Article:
Filmmaker Nana Ghana Is On The Rise With Documentary “LA Woman Rising”

This weekend, we had the pleasure of attending the final fundraising event for “LA Woman Rising”, a documentary film by multi-talented power woman, Nana Ghana. It was a beautiful evening on the roof of West Hollywood’s exclusive boutique hotel, Le Petit Ermitage, and the event was full to the brim with many of Nana’s friends, supporters and even a few of the subjects in the film. A new trailer for the film was screened towards the end of the evening, giving everyone a small taste of project and leaving this Galore girl very excited to see the final product. I had a chance to sit down an chat with Nana for a few minutes before the event to get a little insight on the film and the entire process she went through to create it.

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Interview by Alexander Mandelkorn

Can you tell us what inspired you make this film? How was the seed planted?
I became a woman in LA and I wanted to make something that was about women. Jim Morrison has always been an inspiration for me and his song “LA Woman”. He created this visual icon of what an ‘LA woman’ is, and through my experiences living and growing here, I felt that an ‘LA woman’ was actually much more than what he was describing. A woman in LA has such an adventurous spirit. We all come here from different parts of the world to follow our dreams. So, I thought that showing how women wake up, before we put on our armor to face the world, and no matter how different we are, no matter our demographic, we all wake up with the same sun. We all wake up wanting to have a good day. I was really interested in that ritual aspect before we step out of the house and face the world.

Why do you think that these morning rituals are so important for women?
First of all, when you are afforded the gift of waking up each morning, its another day to feel that sense of gratitude. You know, a lot of women are fighting to stay alive. One of the women in the film was diagnosed with stage 3 cancer at the age of 30 years. Everyday she is fighting for her life. I think that by doing these simple acts every morning, its a way to acknowledge oneself. Its a moment to think about how you’re feeling about yourself and how you’re feeling about what you’re going to go do. Its a chance for us to be kinder to ourselves. Its our moment to connect with ourselves.

Why did you solely want to focus on women for this film?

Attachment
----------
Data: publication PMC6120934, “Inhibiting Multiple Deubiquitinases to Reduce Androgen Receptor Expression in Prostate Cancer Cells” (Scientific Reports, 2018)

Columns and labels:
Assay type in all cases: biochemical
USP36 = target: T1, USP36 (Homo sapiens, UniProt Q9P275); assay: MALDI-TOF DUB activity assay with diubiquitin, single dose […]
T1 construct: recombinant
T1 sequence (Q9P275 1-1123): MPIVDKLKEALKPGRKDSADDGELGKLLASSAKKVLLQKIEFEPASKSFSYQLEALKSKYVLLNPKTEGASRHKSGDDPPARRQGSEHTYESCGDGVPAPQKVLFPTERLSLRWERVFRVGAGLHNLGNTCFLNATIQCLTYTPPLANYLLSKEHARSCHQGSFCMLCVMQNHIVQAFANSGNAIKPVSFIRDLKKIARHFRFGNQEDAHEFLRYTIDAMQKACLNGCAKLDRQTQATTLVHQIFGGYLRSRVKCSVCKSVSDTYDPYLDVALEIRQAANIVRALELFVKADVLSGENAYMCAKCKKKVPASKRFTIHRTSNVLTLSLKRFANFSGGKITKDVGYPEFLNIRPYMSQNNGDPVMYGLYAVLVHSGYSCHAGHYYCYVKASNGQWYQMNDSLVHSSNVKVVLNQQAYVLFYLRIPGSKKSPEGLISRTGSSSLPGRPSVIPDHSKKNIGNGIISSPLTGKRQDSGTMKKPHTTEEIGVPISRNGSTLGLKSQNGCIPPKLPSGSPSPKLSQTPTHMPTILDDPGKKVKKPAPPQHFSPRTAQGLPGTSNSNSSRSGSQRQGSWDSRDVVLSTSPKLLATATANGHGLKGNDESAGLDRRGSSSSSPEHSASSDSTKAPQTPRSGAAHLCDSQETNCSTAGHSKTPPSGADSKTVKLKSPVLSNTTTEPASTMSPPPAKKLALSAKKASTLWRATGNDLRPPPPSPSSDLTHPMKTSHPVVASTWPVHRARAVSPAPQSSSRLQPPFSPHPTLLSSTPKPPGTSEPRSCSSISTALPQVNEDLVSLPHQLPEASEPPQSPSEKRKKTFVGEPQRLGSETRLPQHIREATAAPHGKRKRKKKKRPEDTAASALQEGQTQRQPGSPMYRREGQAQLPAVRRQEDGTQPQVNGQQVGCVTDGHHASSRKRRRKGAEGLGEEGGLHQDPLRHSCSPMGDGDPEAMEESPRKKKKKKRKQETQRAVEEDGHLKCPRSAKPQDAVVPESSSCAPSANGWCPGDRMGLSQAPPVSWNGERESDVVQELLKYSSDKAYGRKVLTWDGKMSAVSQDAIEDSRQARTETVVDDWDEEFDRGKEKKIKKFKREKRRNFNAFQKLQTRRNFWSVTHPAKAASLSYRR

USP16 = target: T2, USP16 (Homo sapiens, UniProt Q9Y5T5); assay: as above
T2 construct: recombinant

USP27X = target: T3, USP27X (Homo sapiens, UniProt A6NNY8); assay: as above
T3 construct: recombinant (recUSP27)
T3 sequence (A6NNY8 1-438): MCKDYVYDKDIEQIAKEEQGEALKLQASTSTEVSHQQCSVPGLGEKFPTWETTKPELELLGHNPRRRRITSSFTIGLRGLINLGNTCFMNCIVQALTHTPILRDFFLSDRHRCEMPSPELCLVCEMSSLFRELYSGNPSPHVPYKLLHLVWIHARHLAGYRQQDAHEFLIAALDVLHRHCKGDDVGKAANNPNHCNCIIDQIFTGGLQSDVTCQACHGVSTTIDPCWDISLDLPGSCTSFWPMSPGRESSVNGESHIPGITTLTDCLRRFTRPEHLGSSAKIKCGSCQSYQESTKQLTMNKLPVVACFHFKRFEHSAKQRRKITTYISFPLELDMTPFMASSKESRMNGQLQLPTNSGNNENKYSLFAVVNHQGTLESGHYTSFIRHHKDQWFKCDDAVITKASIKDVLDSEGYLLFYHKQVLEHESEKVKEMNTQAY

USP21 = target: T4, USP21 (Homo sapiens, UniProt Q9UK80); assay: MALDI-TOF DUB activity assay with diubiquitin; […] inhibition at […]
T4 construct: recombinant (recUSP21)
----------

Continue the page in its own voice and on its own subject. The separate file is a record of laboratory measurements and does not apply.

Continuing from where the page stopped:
I think a woman is another woman’s natural ally. No matter what, even if you don’t speak the same language, or if you’re in another country, if you need something, another woman is more likely going to understand and be able to help you. I feel like the film was a perfect vehicle to create and show that idea. In our popular culture you don’t see many films about women, celebrating women. It didn’t really dawn on me until I was fully immersed in the filmmaking process, I just wanted to do it about women because I am a woman.

Nana Ghana and three of the LA women featured in her film, Megan McIsaac, Los Angela and Mia Schaikewitz

Nana Ghana and three of the LA women featured in her film, Megan McIsaac, Los Angela and Mia Schaikewitz

It’s really interesting because there seems to be a lot of this idea – the idea of sisterhood – coming up these days. Kate Nash has started ‘Girl Gang’, Beyonce is supporter of feminism and has flashed the word in several of her concerts, you have created this amazing film documenting women in a very personal moment which helps to show our struggles and our strength. Its happening all over: girls are coming together and reigniting the fires of a new feminist movement.

It’s time! This is our time. We used to rule the universe: Queen Victoria, ancient goddesses, Mother Nature. We’re going to bring a balance and a harmony to the universe.

Before I knew what your film was about, just from the title “LA Woman Rising”, I thought it was a documentary about women and how we are on the rise, how we as a gender are rising up in culture.

Exactly. Its a double entendre.

Was there anything that you learned along the way from the women that you interviewed that surprised you or took you off guard?

One of the women, Mia Schaikewitz, she got paralyzed when she was 15 years old and had to learn how to do everything all over again. She says that the fact that every morning, she knows that can do her ritual and get through that task alone, makes her realize that she can live her life. That was one of the most touching thing for me on multiple levels.

Can you tell us about some of you other upcoming projects?

I just finished a Harmony Korine and James Franco collaboration which Vice produced called ‘Gift of the Ages’. Its a story about a father who decides to get his son a prostitute on his 13th birthday. James plays the father and I play the prostitute.

Well that sounds like quite a departure from “LA Woman Rising” but just goes to show how dynamic and talented you are!
As a filmmaker, I feel like because I’m just so curious about people, I’m always very open and constantly looking for an adventure, so I allow magic to happen. Through that, Im going to do this kind of work that is about bringing people together and showing things like women rising, but then there is this other side of me thats a performer, a more abstract artist, who is more daring.

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